Human capital — the currency of talent

Posted: September 30, 2015

Human capitalIntangible, unpredictable and financially enigmatic, the elusive concept of human capital is arguably the most valuable asset in a business. It is the collective value of individuals within an organisation – the intelligence, knowledge, talent, EQ, training, experience – that represents a form of wealth that can be guided to achieve an organisation’s goals and realise its strategy.

The World Economic Forum (WEF) releases an annual report on the topic, rating 124 countries on their ability to maximise human capital (South Africa is in 92nd place). In the preface of the 2015 report, Klaus Schwab, founder and executive chairman of the WEF, says it is “talent, not capital, that will be the key factor linking innovation, competitiveness and growth in the 21st century.” World over, unemployment is at unprecedented highs but employers report that they struggle to find talent. “Yet the world’s pool of latent talent is enormous,” says Schwab. “To unlock it, governments, business leaders, educational institutions and individuals must each understand better the global talent value chain. Business, in particular, must re-think its role as a consumer of ‘ready-made’ human capital to proactively seek out, engage and develop people’s potential. Better data and metrics are critical to this undertaking.”

Eleanor Potter, Consumer Executive at Autopage, is passionate about this subject and agrees that business must change how it views its people. It is ultimately, she believes, the difference between what makes a business good and what makes a business great. “If we want to change business and make it more fair and equitable, and quite frankly, sustainable in the long term, it is how we manage people and their participation and productivity in the office, that has to change,” she says. “And it’s not about clocking in and out at certain times. The difference between success and failure, simply is: your people. Their value lies in how you allow them to participate in the organisation that they are part of.”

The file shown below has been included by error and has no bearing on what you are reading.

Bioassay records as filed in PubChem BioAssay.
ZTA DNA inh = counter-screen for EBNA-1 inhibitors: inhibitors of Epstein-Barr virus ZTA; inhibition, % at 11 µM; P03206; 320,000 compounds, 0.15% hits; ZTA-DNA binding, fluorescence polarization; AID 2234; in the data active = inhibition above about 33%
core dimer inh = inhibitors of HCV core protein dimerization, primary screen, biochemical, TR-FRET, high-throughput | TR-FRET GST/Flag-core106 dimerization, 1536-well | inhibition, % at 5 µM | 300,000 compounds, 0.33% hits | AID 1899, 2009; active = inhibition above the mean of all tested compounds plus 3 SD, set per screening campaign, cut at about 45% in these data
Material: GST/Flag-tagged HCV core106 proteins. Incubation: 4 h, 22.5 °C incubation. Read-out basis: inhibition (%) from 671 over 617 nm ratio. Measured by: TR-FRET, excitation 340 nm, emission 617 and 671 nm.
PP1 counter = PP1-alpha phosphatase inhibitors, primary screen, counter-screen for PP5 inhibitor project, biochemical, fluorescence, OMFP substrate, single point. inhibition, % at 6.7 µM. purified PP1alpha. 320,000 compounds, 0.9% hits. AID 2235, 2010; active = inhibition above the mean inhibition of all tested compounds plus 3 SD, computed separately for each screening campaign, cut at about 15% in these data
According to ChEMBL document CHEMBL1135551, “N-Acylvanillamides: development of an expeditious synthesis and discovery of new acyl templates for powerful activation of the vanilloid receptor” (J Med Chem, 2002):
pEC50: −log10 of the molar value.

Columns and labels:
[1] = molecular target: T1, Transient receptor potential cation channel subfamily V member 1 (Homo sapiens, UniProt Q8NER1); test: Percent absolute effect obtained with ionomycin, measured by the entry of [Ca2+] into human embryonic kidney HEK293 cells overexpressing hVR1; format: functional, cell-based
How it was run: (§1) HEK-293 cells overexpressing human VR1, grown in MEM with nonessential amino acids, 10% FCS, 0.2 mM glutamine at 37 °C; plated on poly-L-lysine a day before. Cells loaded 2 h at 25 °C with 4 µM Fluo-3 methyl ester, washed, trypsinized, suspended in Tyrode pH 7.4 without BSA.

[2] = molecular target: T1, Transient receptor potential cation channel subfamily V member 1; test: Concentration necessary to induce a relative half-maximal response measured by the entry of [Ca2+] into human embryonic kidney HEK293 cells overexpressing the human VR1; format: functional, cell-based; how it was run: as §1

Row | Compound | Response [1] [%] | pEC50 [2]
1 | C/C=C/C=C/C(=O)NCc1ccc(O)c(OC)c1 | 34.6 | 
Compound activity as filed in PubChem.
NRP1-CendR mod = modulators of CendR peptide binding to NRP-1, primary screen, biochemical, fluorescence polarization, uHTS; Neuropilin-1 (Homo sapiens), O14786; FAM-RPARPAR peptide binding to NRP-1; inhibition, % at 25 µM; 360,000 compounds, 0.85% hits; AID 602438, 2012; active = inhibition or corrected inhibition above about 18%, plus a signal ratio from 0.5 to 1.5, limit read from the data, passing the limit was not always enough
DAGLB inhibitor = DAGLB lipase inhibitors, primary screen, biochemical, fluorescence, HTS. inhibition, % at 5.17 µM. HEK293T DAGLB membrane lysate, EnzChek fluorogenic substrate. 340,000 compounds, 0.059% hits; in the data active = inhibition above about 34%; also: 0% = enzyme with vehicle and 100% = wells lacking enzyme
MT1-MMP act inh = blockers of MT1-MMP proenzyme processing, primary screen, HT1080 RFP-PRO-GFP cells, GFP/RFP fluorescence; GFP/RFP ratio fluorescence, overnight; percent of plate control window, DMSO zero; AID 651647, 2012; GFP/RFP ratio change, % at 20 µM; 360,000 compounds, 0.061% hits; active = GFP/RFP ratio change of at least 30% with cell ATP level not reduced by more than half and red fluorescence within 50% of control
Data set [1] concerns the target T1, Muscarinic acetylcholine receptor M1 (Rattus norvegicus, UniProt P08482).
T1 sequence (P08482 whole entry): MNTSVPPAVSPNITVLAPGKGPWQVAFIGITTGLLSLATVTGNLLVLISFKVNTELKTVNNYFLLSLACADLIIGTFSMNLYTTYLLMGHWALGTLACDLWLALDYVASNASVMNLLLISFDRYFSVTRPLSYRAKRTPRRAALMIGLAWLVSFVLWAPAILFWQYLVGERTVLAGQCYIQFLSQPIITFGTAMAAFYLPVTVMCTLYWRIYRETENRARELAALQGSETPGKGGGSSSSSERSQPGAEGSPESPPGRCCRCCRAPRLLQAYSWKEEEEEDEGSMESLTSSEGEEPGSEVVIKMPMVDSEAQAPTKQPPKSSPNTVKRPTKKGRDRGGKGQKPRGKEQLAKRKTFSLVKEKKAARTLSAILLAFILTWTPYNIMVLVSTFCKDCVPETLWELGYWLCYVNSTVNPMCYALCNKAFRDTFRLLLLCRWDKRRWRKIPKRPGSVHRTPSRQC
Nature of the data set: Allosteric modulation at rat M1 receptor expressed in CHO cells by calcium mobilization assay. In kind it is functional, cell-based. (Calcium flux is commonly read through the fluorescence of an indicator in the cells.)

Potter is currently facilitating a leadership programme at Autopage – Vital Leadership – which aims to transform the Autopage business through investment in its people. Much of how human capital is developed comes down to an organisation’s management, says Potter. “Very few people are motivated by money. Research has shown that. They’re motivated by recognition, by empowerment and by a greater sense of purpose.”

It is through empowerment that people can develop their potential and their talent. “If you’re not doing that, allowing your people to participate in a collaborative way, then you shouldn’t be in a management position,” she says. “It’s about EQ, not intelligence as such, but about how you engage with people. If, as a manager, I’m facilitating a process for you to understand your wealth of knowledge and to empower you to make a decision and implement and share it, then I’ve done my job. That’s all my job is actually, and it sounds very simple.”

In Potter’s experience of running this programme at various corporate organisations, she talks about the positive impact, not just from a social and human perspective, but from a business angle. Things like sick leave decreases, productivity increases as staff is allowed more freedom to be creative. “If people are in a good frame of mind, they’re more productive and this of course rubs off on the customer experience. These are things we can measure.”